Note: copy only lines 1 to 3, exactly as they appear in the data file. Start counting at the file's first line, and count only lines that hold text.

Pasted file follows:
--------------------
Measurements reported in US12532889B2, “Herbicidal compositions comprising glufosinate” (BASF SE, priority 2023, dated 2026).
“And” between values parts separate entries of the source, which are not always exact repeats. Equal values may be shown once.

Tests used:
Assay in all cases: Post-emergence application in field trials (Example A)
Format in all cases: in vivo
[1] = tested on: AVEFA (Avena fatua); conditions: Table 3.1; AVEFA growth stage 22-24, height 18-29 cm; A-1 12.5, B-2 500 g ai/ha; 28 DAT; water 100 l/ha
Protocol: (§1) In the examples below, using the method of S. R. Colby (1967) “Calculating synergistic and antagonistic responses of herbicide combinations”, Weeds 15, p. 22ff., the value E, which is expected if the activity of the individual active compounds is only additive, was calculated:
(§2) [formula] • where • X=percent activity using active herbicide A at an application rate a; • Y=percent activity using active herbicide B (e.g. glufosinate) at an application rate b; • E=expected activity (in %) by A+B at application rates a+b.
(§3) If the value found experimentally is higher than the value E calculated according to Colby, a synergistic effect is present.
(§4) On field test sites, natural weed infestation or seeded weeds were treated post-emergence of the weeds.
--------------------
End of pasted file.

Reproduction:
Measurements reported in US12532889B2, “Herbicidal compositions comprising glufosinate” (BASF SE, priority 2023, dated 2026).
“And” between values parts separate entries of the source, which are not always exact repeats. Equal values may be shown once.

Tests used: